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McGill Workshop on Diplomacy, 24-25 March 2014 - Schedule

24 March 2014
filed under: events

An Inquiry Into Modes of Existence Workshop

Chancellor Day Hall: Common Room, 3644 rue Peel
Monday March 24, Tuesday March 25, 9am – 5pm

Proposal by Peter Skafish, Eduardo Kohn and Richard Janda:

We plan to stage an AIME workshop at McGill University among diplomats who each inhabit conceptual universes corresponding to different modes of existence and who have undertaken attempts at translating them into the terms of other universes and/or contesting the terms of the latter. The workshop will consist of two events: (1) a discussion, to take place on Monday March 24, devoted to introducing and commenting on the AIME book’s overall conceptual framework and notion of interlocution with respect to the problem of the global environmental crisis, and (2) a simulated diplomatic encounter, scheduled for Tuesday March 25, whose goal will be to explore what kind of format would allow for “intermodal” diplomacy apropos the problem explored the previous day.

Despite the different realities these diplomats have learned to inhabit, they share in common the following: (1) they take the unprecedented global ecological crisis to be THE political (political-ethical-scientific-technical-etc., or, following Viveiros de Castro, metaphysical) problem facing our times; (2) they feel that the ontological realm they inhabit can furnish unique conceptual tools that can be brought to bear on this problem; (3) they recognize other modes of existence, capable of furnishing other conceptual tools, as well as the need to find ways to move among such disparate modes to establish a new form of collectivity able to face this crisis; (4) and of great importance, they will be thoroughly conversant with the framework provided by the AIME project and are committed to exploring their ontological universe via it; and, finally, (5) they will each present a proposal concerning how their mode of existence, now de-familiarized through AIME, can be re-imagined in the Anthropocene.

The Monday discussion will be aimed at examining and refining the overall AIME project with respect, again, to both its overall project and the relation between the specific modes to be examined. Presentations done by chief participants will show how their own attempts to deal with ontological divergences are both aided by and can contribute to what might be called (in light of Chapter 3 and 4’s argument against treating the particular [REP·REF] conjunction attributed to science as “reality”) the “polyrealism” proposed by the AIME book: If it is now possible to decisively show that there is neither a core reality to be referred to nor a privileged mode of speaking about or configuring “it,” then what sorts of practices of dialogue, translation, and public assembly will open up a “common language”/interlocutory situation in which the best concepts and/or practices each mode has to offer can be accorded equal weight and legitimacy? How can living beings, ecosystems, and “spirits” intervene in our discussions as much as (actual) scientists and the law, and what kind of practice might allow for that to happen in fact and not just in principle or in the imagination? To address these questions, participants will comment on how their own work has attempted to do precisely this with regard to certain modes/conjunctures of modes, offering as they do, constructive feedback on the definition of them offered in the AIME book as well as on the framing of their relations. Furthermore, participants will present their work in a (good humored) polemical spirit in order to bring out the ontological/modal divergences among themselves. A further goal of this Monday event will be to have these presentations function as introductions to the AIME framework accessible to an audience not necessarily familiar with the book.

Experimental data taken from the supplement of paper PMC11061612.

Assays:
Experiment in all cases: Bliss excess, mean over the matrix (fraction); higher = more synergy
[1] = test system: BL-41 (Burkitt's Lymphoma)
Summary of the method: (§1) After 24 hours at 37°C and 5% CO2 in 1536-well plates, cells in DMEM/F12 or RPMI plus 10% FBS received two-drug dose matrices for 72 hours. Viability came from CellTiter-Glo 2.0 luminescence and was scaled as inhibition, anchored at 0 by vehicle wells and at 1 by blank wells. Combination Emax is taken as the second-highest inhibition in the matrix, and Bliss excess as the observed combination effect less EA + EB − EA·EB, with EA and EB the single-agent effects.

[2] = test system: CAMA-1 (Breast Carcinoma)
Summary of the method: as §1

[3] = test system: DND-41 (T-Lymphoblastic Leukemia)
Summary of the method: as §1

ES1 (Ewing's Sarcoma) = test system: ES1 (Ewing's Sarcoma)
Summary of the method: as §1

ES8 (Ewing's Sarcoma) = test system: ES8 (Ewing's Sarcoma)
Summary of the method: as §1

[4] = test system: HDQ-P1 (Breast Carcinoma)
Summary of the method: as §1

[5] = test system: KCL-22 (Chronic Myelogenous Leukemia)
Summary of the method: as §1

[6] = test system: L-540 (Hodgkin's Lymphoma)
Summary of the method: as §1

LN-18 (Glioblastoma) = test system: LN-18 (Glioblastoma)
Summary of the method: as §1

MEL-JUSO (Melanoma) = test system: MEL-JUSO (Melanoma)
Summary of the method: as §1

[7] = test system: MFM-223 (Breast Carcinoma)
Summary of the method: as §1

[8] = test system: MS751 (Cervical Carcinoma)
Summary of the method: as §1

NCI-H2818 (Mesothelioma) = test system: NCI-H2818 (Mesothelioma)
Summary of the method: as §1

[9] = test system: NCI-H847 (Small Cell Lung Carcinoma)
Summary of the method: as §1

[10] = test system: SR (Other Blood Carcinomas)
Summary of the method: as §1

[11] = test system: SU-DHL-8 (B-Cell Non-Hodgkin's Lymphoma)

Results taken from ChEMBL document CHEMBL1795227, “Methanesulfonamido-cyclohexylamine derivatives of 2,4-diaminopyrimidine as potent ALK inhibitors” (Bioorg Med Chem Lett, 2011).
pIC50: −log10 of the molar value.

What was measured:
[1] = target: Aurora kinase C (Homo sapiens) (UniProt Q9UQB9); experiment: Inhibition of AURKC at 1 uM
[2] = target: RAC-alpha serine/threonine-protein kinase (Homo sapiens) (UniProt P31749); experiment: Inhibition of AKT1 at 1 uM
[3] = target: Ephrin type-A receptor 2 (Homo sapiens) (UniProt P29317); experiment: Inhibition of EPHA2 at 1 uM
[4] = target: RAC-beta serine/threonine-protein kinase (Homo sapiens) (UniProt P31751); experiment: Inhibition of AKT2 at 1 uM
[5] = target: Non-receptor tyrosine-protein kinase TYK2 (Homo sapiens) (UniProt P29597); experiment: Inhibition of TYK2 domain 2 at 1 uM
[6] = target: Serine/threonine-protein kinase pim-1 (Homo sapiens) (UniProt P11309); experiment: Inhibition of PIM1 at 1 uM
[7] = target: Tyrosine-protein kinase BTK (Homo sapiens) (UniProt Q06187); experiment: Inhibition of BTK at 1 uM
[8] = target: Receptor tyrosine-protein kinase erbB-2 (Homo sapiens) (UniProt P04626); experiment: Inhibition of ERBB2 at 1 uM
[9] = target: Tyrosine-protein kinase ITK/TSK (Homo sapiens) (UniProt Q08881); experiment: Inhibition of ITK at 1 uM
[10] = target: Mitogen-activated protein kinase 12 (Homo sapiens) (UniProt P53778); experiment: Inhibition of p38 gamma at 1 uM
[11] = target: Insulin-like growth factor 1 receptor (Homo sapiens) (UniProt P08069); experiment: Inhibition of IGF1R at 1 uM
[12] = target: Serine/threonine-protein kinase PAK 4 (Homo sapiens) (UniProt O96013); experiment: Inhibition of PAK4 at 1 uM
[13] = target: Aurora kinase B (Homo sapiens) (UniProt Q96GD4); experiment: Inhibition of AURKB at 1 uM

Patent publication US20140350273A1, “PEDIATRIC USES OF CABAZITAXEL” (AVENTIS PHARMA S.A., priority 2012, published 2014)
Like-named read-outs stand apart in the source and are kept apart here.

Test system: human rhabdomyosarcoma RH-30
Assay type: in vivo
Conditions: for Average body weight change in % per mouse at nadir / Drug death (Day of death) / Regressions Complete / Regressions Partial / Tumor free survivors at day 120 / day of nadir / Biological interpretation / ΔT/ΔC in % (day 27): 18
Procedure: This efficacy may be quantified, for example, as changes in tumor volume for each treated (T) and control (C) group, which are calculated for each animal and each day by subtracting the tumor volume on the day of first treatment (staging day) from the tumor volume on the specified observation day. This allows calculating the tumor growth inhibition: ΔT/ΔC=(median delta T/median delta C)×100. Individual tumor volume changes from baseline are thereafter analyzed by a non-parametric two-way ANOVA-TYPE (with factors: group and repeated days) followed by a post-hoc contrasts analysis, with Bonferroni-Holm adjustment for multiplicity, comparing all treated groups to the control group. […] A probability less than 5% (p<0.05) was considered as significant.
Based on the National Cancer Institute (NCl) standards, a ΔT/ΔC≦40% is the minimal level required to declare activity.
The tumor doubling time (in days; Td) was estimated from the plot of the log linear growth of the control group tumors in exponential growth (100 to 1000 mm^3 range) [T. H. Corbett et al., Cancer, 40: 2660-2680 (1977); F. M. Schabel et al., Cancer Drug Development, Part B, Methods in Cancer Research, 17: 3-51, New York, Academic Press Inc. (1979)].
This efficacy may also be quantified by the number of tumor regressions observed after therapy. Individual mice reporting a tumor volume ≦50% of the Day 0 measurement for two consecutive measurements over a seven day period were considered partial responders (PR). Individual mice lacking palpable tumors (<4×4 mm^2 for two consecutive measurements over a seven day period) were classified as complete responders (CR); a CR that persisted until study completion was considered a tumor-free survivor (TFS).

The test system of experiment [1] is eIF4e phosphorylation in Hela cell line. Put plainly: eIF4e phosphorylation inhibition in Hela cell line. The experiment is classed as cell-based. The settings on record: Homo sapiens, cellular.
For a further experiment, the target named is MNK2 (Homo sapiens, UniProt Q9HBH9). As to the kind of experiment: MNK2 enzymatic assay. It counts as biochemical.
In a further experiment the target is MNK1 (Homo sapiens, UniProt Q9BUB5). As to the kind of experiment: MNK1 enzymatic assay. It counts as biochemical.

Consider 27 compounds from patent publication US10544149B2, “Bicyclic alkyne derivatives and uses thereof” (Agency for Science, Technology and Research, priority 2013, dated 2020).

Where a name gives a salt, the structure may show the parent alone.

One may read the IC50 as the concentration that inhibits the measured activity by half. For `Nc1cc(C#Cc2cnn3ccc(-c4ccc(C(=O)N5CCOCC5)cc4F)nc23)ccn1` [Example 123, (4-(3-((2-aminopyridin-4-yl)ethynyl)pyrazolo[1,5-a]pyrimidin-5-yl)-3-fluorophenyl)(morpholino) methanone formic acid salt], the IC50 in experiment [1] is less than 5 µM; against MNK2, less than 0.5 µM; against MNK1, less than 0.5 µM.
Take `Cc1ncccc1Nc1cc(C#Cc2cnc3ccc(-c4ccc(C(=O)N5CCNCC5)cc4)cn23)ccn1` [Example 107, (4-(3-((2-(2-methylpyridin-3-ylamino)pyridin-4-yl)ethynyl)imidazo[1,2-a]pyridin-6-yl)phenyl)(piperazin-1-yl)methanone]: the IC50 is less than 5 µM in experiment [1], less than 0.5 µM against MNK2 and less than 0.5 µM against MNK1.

The goal of the Tuesday simulated diplomatic encounter will then be to work out, amongst ourselves, outside the format of proper academic discourse, the ontological/modal discrepancies brought out the previously day. That is to say, we will push each other to acknowledge exactly where we remain resistant to acknowledging the legitimacy of each other’s modes; for example, can [LAW] accommodate a thinking forest [REP] or extraterrestrial spirits [MET], and can the advocates of the latter two modes really accord [LAW] legitimacy? Can [LAW], [REP] and [MET] respond to Gaia, which is now confronting us is real time?

The aim here will be to expose how we ourselves are necessarily committed to acknowledging only certain kinds of “reality,” and to then work collaboratively toward conceiving how we might accommodate more reality (i.e., become more polyrealist). On that basis, we might hit upon some elements of a workable format for conducting the diplomatic encounter in actual situations not proper to academia. Since we presume Latour and the AIME team will intervene forcefully in the discussion, it would seem that our proposition should yield some results of interest to all parties. Recalling that the environmental crisis furnishes the situation/problematic at the center of the discussion, these results may also be of use to concrete diplomatic efforts that concern it.

Participants :

For the purposes of this encounter we are proposing to explore in detail four modes that, in the idiom of the AIME project can be recognized as [LAW], [MET]amorophosis, [REP]roduction, and [REF]erence. Richard Janda will assemble a team of diplomats representing [LAW] in its relation to [REP]. Peter Skafish through his engagement with the conceptual universe of channels will represent [MET], and Eduardo Kohn will think with forests to explore [REP] and [REF]. In addition, we will recruit other community members, all diplomats in their own right, who will either add to these modes, or in certain instances either add other necessary modes or allude to absent modes (This will not be an exhaustive exploration of modes, and we hope that there will be a logical cohesion and a productive synergy among the subset of the modes we will explore).